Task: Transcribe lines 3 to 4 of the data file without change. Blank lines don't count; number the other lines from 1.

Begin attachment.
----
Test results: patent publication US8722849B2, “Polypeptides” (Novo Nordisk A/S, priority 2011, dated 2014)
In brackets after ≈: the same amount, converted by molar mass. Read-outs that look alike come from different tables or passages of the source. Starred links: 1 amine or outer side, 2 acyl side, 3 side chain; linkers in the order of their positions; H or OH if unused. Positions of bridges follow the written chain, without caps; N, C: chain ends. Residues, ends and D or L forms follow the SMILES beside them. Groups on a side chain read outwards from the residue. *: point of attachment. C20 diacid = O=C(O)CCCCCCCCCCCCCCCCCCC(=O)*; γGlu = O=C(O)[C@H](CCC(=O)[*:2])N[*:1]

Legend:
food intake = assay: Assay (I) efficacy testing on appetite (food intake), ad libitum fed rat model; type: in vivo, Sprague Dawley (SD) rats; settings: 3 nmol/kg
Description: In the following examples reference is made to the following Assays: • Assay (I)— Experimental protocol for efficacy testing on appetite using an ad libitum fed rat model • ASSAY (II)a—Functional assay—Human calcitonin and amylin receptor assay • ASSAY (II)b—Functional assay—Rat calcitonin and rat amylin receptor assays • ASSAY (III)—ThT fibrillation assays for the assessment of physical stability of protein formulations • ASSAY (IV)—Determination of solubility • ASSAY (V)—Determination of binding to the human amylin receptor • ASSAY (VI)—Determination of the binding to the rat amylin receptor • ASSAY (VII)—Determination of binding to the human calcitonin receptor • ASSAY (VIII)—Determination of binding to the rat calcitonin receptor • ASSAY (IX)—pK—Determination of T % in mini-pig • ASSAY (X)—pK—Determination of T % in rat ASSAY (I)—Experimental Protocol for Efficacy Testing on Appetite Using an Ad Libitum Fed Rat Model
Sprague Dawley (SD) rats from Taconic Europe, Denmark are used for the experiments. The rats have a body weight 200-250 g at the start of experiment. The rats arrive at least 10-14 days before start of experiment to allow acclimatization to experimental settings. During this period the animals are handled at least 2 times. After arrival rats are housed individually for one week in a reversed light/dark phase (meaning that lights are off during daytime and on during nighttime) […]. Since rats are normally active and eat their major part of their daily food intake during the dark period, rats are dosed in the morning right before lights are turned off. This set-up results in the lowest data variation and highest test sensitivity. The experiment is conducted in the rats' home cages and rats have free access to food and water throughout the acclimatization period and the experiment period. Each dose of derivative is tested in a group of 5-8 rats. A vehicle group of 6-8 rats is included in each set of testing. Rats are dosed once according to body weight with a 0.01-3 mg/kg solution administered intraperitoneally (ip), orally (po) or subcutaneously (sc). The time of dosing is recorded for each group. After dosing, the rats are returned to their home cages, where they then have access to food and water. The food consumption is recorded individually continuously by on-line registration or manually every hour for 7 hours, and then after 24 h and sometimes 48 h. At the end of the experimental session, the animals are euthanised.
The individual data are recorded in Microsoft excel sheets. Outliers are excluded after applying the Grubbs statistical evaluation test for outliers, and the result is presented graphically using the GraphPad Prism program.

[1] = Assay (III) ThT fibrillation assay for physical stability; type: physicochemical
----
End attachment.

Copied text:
Legend:
food intake = assay: Assay (I) efficacy testing on appetite (food intake), ad libitum fed rat model; type: in vivo, Sprague Dawley (SD) rats; settings: 3 nmol/kg